Nick Ravenhall explains that “Even if something is not deemed ‘traditional,’ it could still be permitted if it doesn’t affect the flavour of the spirit. SWA opinion was not to allow it as it was a new flavour in the realms of peated malt.
“They said we should carry out an Islay peated malt test and a rauch malt test and get the independent Scotch Whisky Research Institute (SWRI) to do sensory analysis and evaluation and then the SWA would decide if it was allowable.
“As a distiller, how do you decide what meets flavour quality of single malt? There isn’t a compliance process, it’s up to you to self-declare. We are now a member of SWRI and that means we can commission work from them. They bring an independent approach. Both the SWA and SWRI have been helpful in all of this. We are brushing up against existing Scotch whisky legislation, but the SWA has made it clear legislation can be changed.”
However, around the same time Holyrood was advised that the use of rauch malt was probably illegal and began the lengthy process of trying to prove to the SWA that it should be allowed, Glenmorangie launched A Tale of the Forest, made from barley kilned with woodland botanicals, including juniper berries, birch bark and heather flowers.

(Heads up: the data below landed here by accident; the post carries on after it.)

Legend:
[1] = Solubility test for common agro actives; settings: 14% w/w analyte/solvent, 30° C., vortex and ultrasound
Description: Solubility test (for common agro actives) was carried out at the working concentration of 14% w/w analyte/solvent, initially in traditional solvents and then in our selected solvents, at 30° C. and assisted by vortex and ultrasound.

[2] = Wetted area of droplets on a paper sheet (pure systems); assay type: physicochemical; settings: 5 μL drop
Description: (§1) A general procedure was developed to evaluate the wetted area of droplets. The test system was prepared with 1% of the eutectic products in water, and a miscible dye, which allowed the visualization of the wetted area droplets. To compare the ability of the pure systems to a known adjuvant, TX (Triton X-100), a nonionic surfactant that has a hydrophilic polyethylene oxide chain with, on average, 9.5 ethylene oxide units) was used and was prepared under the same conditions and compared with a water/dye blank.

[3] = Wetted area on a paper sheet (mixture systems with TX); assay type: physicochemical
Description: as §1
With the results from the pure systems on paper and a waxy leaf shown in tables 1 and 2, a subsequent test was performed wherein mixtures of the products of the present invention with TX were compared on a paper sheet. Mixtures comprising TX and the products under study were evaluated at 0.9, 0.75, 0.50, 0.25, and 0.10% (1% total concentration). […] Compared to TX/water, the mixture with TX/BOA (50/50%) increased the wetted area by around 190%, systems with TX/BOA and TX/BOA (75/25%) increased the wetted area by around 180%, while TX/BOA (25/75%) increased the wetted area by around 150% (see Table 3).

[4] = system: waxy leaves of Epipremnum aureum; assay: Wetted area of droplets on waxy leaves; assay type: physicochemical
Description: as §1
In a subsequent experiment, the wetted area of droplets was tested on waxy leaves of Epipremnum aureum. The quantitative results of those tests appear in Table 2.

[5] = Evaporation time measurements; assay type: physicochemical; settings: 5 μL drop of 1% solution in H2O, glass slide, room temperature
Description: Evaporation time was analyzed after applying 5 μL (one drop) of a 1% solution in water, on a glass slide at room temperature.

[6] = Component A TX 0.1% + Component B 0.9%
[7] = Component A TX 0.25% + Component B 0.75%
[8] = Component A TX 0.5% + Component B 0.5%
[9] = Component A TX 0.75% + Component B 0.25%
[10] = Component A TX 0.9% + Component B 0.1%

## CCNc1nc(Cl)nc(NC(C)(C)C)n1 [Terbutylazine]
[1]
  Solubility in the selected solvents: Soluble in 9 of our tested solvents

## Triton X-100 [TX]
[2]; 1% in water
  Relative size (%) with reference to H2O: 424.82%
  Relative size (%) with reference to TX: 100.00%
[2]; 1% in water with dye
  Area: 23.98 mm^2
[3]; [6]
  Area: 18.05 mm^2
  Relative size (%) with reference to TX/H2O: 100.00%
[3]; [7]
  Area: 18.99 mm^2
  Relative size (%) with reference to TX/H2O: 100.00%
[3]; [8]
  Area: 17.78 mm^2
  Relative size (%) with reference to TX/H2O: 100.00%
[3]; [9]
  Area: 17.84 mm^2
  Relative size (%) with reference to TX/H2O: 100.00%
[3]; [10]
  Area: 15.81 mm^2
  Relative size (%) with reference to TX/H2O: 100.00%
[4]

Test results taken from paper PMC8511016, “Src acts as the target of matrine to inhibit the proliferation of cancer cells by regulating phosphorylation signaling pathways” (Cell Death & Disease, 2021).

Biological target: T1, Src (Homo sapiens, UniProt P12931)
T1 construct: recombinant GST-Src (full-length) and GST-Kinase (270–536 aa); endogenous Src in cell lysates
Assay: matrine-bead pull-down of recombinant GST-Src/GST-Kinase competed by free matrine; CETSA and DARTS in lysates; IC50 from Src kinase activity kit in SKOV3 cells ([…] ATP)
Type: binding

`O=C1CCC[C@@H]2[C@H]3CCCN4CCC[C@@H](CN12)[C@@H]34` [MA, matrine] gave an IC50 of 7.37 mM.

The SWA had concluded that this practice did not alter the flavour of the whisky, but many of those who have sampled the expression feel that flavour elements appear to come from the botanicals. At one recent trade fair, a Glenmorangie representative declared that A Tale of the Forest had been designed so that it could be paired with tonic water!
Not surprisingly, there is a degree of dissatisfaction and confusion among the ranks of Scotch whisky distillers, with calls for independent analysis of the Glenmorangie release.
Watch this space!